Starring: Charlie Sheen, Teri Polo, Ron Silver
Director: David N Twohy
Charlie Sheen, who has slipped into freefall since the heady days of “Platoon”, is Zane Ziminski, a radio telescope operator who searches the airwaves for alien contact from outer space. When he encounters a radio signal he is sure is of alien origin, he submits it to his boss, Gordian (Silver), who then fires him. When his equipment is confiscated and his partner is found dead in suspicious circumstances, he becomes fully aware that a cover-up of sorts is in operation.
Bad haircut, bad goatee, bad glasses, bad lines. That is Charlie Sheen for the most part of this science fiction thriller. However, suddenly the heat is on when the aliens become aware that their plan is under threat and Ziminski loses the specs and becomes a bit of a (unlikely) hero.
For all its problems, “The Arrival” manages to create a small amount of tension as you start to wonder just who is with Ziminski and who is against him. The special effects are impressive yet subtle but they are not enough to warrant this movie a must see.
Starring: Sally Field, Joe Mantegna, Ed Harris, Kiefer Sutherland, Beverly D’Angelo, Philip Baker Hall, Keith David
Director: John Schlesinger
Director, John Schlesinger, has been very quiet of late. He picked up an oscar for “Midnight Cowboy” (1969, best director) and had several nominations around that time. However, since his heyday, his movies have been thin on the ground. The seventies brought “Yanks” and “Marathon Man” , the eighties gave us “Believers” and 1990 saw him give us the average thriller “Pacific Heights” (Michael Keaton on top form). One could be forgiven for thinking that the end is nigh for this quality director…hold on.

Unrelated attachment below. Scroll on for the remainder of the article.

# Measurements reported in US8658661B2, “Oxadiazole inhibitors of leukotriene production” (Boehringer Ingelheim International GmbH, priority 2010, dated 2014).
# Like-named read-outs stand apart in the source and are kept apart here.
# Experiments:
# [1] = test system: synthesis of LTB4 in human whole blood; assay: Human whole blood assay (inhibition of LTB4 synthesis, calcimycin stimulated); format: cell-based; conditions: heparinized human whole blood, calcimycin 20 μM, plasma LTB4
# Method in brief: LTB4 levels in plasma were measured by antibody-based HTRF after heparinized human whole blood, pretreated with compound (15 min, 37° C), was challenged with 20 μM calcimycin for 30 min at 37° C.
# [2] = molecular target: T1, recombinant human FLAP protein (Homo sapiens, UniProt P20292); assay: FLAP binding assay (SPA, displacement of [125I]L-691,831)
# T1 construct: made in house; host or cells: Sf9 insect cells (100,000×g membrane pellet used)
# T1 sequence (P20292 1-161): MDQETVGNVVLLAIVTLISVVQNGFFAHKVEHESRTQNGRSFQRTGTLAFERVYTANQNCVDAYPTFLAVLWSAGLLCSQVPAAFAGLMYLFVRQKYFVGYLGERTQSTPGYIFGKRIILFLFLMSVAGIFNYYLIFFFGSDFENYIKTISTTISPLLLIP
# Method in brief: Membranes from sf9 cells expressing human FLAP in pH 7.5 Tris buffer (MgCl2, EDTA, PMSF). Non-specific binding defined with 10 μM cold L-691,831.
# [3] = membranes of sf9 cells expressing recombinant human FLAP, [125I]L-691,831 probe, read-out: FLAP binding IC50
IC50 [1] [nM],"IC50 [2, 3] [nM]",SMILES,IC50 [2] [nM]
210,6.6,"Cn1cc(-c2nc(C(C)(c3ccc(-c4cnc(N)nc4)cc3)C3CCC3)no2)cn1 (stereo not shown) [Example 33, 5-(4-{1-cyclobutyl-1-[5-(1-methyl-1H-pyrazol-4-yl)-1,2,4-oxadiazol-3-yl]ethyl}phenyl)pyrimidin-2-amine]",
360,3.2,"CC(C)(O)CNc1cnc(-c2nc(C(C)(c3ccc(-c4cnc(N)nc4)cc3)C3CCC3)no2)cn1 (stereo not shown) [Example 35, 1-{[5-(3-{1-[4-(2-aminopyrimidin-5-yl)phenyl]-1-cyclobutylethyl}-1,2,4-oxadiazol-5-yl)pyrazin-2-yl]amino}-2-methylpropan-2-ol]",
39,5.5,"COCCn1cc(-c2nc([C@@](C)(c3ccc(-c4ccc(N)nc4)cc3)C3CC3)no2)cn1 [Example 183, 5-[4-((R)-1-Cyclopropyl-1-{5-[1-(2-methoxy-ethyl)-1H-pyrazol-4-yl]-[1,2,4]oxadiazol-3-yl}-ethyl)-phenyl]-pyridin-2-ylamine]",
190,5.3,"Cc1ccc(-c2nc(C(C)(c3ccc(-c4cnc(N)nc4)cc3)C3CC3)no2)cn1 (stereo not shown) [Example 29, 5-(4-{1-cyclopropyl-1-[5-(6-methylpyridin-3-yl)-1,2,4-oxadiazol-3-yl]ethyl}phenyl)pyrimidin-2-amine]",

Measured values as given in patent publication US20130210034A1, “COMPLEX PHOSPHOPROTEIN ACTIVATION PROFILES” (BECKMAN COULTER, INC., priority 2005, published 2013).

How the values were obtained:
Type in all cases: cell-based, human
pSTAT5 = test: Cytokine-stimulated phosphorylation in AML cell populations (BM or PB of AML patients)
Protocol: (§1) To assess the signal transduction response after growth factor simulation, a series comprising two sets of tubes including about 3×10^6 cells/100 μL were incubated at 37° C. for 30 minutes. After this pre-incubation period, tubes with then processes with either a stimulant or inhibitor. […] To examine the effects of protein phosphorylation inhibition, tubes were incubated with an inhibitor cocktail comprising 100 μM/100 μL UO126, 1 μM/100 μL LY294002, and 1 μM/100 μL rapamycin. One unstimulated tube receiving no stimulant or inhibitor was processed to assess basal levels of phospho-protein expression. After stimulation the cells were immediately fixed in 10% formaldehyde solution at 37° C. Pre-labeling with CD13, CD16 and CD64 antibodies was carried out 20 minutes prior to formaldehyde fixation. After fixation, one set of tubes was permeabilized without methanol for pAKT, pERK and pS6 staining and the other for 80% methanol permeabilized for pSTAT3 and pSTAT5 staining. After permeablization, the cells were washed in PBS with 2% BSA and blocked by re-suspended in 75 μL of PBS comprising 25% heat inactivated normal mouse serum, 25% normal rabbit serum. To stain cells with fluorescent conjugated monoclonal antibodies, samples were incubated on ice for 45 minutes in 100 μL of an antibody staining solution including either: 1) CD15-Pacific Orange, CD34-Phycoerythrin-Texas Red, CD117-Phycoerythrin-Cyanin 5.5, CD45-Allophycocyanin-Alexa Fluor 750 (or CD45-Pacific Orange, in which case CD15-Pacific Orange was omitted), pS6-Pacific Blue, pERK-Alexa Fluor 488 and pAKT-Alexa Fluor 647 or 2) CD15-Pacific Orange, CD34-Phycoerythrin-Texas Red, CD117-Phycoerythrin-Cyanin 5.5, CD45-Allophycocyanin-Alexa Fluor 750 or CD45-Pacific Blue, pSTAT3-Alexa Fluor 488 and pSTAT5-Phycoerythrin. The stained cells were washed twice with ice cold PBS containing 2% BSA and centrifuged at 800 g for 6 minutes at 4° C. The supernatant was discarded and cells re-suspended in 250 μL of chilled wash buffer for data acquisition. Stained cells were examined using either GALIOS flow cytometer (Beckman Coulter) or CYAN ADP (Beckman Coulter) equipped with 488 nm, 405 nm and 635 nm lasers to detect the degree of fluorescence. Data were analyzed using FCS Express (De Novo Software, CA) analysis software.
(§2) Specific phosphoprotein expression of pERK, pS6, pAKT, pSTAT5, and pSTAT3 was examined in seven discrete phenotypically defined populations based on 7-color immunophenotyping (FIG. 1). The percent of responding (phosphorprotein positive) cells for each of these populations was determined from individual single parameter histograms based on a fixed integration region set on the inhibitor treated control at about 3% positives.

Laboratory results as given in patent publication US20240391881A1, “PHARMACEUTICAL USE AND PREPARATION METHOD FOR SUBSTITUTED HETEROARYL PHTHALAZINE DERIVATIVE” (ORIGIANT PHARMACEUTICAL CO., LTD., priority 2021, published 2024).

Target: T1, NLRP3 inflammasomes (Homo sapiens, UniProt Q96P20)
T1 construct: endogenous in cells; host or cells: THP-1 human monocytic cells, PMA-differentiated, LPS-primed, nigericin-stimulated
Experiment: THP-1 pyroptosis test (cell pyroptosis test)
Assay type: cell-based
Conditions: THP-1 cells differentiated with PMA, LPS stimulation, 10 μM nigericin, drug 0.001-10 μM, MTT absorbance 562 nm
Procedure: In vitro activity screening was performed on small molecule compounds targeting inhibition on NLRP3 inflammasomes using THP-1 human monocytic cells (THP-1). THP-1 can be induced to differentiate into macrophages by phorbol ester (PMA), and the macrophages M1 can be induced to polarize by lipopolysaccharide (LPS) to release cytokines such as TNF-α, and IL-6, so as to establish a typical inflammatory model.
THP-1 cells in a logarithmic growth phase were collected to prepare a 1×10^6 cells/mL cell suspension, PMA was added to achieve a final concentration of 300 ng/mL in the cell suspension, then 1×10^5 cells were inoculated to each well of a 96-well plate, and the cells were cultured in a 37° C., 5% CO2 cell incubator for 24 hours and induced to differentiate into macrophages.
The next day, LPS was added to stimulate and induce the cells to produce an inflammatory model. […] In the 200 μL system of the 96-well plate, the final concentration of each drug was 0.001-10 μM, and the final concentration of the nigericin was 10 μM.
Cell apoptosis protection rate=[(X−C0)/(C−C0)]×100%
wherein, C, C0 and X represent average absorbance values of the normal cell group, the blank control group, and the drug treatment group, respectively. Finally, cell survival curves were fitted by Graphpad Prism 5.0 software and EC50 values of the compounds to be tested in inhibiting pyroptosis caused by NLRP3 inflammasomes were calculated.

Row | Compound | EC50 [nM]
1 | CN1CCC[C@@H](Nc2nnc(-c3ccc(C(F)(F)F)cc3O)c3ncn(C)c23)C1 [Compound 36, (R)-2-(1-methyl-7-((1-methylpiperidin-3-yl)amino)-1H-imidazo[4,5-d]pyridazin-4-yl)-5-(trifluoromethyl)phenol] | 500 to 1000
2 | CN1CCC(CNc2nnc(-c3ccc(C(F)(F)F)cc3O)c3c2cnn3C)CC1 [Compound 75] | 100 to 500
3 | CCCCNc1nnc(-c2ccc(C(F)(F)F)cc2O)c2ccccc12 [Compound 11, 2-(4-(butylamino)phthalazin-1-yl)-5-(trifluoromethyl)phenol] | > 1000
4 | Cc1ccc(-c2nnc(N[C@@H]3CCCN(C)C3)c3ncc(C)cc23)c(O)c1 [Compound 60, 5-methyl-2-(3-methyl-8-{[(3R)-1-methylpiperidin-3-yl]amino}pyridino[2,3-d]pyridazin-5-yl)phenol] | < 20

“Eye for an Eye” is only the London-born directors fourth film of the nineties. Sally Field plays Karen McCann, a loving mother who is subjected to being an aural witness to the rape and murder of her teenage daughter. When Robert Doob (Sutherland) is charged for the murder and is then released on a technicality, Karen finds it hard to cope with the reality and starts to follow him, knowing he will do it again. Detective Dinillo (Mantegna) can do nothing to help her though and sure enough Doob kills again. She starts to grow apart from her husband (Harris) and is hellbent on achieving revenge for the injustice so much, that she gets involved with vigilantism.
While “Eye for an Eye” cannot be considered in the same breath as “Cape Fear” or “Seven”, there is enough tension and emotion on show to ensure a good 90 minutes will be had by all. The performances are very strong; Sutherland, very much an underrated actor excels in a limited role, Mantegna and Harris hang on to whatever they can admirably and Field is a potent enough actress to run the show.
Even though much of it is formulaic, Schlesinger uses his undoubted ability to keep things moving as fast and as tensely as possible. “Eye for an Eye” is a good title that can be recommended to most.